|Institution:||University of Toledo|
|Keywords:||Agriculture; Environmental Science; Geographic Information Science; Geography; Remote Sensing; Remote sensing; subsurface tile drains; aerial photographs; NAIP; GIS; subsurface tile drain detection|
|Full text PDF:||http://rave.ohiolink.edu/etdc/view?acc_num=toledo1290141705|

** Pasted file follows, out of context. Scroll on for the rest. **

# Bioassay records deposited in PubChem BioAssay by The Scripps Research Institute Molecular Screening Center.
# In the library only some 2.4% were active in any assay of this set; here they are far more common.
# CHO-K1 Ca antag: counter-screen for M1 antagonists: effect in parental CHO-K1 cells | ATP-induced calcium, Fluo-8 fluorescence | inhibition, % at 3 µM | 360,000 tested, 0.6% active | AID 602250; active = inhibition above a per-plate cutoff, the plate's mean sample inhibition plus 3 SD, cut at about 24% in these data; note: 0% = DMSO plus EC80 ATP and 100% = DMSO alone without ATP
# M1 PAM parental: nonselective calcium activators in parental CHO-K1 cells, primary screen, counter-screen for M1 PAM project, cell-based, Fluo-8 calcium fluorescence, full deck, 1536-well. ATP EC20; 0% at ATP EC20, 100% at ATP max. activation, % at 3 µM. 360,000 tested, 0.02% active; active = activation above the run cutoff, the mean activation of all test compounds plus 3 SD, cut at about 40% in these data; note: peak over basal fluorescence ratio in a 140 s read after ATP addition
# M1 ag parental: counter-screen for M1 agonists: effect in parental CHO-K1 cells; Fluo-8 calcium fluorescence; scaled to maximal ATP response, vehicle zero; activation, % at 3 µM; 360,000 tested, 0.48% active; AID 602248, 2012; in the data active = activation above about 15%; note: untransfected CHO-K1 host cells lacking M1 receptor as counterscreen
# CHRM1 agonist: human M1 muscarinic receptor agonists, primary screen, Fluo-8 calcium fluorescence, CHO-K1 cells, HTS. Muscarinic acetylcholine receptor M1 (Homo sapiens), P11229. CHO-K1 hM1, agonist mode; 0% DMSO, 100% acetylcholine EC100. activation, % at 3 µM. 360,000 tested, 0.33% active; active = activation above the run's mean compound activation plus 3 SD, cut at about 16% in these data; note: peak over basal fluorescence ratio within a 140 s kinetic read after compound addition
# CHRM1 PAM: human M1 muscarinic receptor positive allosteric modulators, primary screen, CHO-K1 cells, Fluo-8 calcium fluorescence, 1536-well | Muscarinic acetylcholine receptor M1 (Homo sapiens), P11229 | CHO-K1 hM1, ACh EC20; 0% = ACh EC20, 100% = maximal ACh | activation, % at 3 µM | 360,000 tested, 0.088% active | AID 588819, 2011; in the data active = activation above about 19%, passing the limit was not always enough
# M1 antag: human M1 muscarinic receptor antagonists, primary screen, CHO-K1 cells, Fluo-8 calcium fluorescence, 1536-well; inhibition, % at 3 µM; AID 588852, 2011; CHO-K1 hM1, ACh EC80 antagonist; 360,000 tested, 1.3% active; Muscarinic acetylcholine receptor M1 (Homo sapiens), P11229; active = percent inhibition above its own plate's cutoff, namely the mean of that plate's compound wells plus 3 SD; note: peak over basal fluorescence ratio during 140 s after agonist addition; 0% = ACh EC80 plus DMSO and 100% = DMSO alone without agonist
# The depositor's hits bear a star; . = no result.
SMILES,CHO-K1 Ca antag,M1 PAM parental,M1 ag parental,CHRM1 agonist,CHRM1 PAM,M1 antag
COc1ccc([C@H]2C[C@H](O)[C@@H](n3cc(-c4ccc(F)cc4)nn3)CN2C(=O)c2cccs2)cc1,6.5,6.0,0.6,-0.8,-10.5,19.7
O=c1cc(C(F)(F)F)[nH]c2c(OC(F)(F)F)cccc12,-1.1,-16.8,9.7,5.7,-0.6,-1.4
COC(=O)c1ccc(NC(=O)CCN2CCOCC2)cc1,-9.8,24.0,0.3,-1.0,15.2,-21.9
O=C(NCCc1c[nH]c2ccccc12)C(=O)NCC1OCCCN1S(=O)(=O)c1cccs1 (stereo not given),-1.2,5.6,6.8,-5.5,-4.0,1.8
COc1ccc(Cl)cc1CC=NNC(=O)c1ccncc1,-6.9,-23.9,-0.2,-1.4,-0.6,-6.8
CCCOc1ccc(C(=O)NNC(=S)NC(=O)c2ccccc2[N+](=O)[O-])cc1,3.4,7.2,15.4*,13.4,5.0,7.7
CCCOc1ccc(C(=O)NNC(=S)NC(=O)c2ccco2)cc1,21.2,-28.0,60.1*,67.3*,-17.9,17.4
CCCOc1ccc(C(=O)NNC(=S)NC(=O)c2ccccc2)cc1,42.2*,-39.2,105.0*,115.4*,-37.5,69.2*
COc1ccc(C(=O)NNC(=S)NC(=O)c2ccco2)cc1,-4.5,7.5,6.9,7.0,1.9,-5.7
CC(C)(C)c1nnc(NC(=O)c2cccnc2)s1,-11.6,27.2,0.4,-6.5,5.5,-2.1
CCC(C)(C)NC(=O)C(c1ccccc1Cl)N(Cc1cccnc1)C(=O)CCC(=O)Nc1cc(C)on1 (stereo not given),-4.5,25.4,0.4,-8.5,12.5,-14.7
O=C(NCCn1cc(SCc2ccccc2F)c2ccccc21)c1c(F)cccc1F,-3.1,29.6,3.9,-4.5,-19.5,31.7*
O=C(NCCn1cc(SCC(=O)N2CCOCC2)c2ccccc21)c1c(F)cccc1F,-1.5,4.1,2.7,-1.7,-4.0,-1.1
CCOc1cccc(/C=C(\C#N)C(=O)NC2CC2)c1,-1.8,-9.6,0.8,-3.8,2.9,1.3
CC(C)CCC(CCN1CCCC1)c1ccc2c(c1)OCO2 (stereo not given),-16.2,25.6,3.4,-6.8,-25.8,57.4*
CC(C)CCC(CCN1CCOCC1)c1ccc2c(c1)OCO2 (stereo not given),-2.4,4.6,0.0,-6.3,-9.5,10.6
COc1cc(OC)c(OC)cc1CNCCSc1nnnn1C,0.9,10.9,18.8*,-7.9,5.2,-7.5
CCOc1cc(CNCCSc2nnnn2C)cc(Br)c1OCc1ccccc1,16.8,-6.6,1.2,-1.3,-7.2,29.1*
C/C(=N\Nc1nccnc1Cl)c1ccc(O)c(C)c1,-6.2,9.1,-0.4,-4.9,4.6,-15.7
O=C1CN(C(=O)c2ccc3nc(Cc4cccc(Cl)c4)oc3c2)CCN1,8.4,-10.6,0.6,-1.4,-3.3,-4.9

The purpose of this research is to develop a method that will identify subsurface tile drainage systems in agricultural areas. Subsurface tile drainage systems allow ground water to drain out of a field in order to control the water level but they also allow nutrients such as nitrogen and phosphorous to be drained into surrounding waterways, affecting the water quality in negative ways. These subsurface drainage systems are common in the Midwest because they were used as the primary land drainage strategy when developing the land for agricultural uses. Many of the tile drain locations are not known because of the age of the systems, change in land ownership, or the lack of documentation during installation. Due to research that indicates their potential impact on surface water and new developments in sustainable agriculture practices, it is important to locate and document the existence of subsurface tile drainage systems. This research project focused on Wood County which is a predominantly agricultural area located in Northwest Ohio and covers a large portion of the Maumee River Watershed. Aerial photographs of Wood County with one meter spatial resolution collected through the United States Department of Agriculture’s National Agricultural Imagery Program were used for this research. Moisture retained in soil that is not drained shows up as dark in the imagery while drier soil, such as that above the subsurface tile drainage lines, has a lighter reflectance. Remote sensing software was used to extract the edges between light and dark soils that indicate the presence of subsurface tile drainage systems. The results of the detection process showed the most discernable tile patterns in the 2005 imagery, with similar results in the 2006 imagery. The tile lines were detected evenly across all eleven areas of interest in Wood County which was expected. The process was only able to validate 13.5 percent of detected tile drains, leaving room for additional research to increase the accuracy. Crop cover, tillage practice, and soil classification were analyzed in relation to the presence of subsurface tile drainage systems to create a holistic perception of when and where tile drains can be detected. Soybean fields yielded the highest amount of tile drain lines with corn fields in a close second. Tile detection in relation to tillage practices was overwhelmingly biased towards fields that were not tilled. Tile line detection on soil classifications was consistent throughout the three years of imagery, matching the soil type predictions based on drainage characteristics.